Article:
This preview has intentionally blurred sections. Sign up to view the full version.View Full Document
Unformatted text preview: 44 Journal oftheRoyal SocietyofMedicine Supplement No. 22 Volume 87 1994 Physician-assisted suicide Larry R Churchill PhD Professorand Chair, UniversityofNorth Carolina SchoolofMedicine, USA Keywords: suicide;physician-assistance; medical ethics Introduction 'Suicide'as a term isonly 300 years old,but as a practiceitislikelyasoldasourspecies.Itwouldbe prudent to begin with some of the views of our predecessors.Socratesarguedthatpeopleshouldnot take their own livesbut did allow forexceptional circumstances. Believing he had received a divine sign he chose death over exile when his work in Athens was done. The Stoics, especially the late Stoics,Seneca,Epictetus,MarcusAurelius,believed that a person always continued toliveby his own consent,andthiswasunderstoodasapartofhuman freedom.JewishoppositiontothisGreekandRoman traditionwasexpressedbythefirstcenturyGovernor ofGalilee,JosephusFlavius,whoforbadehistroops tocommit suicidefollowinga militarydefeat.The early Christian church, born in a time ofJewish apocalypticism and Platonic dualism, faced the problemofnewconvertswhoengagedinrecklessself- destructiveactstoescape the sinsofthisworldin ordertoembrace,allthesooner,theblissofthenext. Itwas in this context that the classical Christian prohibitionofsuicidewas devisedby Augustine of Hippo.Heinterpretedsuicideasforbiddenunderthe commandment againstkilling.He alsoportrayedthe examplesofRomansuicide,suchasCatotheYounger, as vain and cowardly. Itwas Augustine who gave definitiveexpressiontothetheologicaltrumpcardon suicidestillbeingplayed:thebeliefthatthispresent lifeisa Providentialtestofspiritualworthiness 2. Killingoneselfis,then,anavoidanceofdivinely-given responsibility,a refusaltocompletethe qualifying exam fortheafterlife. Thomas Aquinas added three arguments to the theologicalprohibitionofsuicide.Heportrayeditas contrarytothecharityoneowestooneself,ashirking ofthedutiesoneowestosociety,andausurpationof theprerogativesofGod3.Itislargelyinopposition to Aquinas, or perhaps some eighteenth century Calvinist who knew Aquinas, that David Hume seemedtodirecthisarguments.Montaigneisthefirst in a line ofcontinental dissenters from Christian orthodoxyonsuicide,followednotablybyMontesquieu andVoltaire.Montesquieuassertedthatsuicidedoes notdisturbdivineProvidenceany more thanother interventionsintonature,suchaschangingthecourse ofariver.Hume developedMontequieu'sargument, and those of the Stoics, that if the disposal of human lifewere lefttotheAlmighty,any actionto avoid death would be an infringement on divine sovereignty. IfIturnasideastonewhichisfallingonmy headIdisturb thecourseofnatureandinvadethepeculiarprovinceofthe Almighty by lengtheningout my lifebeyondthe period, which, by general laws of matter and motion, he had assignedtoit4(p583)....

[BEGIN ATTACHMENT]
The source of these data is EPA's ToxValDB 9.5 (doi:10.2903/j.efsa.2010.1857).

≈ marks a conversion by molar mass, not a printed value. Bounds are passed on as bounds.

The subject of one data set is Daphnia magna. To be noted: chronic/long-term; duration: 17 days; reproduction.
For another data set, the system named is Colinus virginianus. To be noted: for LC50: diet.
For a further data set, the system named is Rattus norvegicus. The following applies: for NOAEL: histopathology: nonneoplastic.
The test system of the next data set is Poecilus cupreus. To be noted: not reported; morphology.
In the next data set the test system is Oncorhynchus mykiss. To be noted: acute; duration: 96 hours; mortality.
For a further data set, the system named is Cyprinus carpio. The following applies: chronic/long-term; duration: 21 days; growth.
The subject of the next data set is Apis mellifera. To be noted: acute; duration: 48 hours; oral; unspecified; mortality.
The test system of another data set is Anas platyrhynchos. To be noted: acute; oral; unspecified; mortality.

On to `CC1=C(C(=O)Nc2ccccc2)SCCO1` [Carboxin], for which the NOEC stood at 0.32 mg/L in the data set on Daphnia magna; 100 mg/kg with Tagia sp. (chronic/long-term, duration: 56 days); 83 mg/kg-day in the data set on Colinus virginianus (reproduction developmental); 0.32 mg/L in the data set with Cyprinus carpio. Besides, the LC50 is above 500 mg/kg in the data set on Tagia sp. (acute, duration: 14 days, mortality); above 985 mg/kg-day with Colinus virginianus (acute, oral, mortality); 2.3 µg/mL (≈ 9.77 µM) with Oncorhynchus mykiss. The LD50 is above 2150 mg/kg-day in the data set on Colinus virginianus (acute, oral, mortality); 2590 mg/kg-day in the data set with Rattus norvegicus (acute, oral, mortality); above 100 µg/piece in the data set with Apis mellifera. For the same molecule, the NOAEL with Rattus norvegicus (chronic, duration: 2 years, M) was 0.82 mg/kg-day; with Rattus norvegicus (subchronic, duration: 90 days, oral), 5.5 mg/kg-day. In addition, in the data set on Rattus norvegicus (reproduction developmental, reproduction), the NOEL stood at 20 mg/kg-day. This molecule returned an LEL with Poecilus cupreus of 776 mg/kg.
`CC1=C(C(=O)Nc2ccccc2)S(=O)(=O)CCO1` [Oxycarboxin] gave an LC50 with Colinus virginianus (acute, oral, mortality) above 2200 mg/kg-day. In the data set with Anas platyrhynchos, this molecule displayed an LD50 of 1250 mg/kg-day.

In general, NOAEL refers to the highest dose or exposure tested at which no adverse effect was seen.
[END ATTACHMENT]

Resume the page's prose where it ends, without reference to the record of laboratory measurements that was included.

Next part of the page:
View Full Document
- Spring '11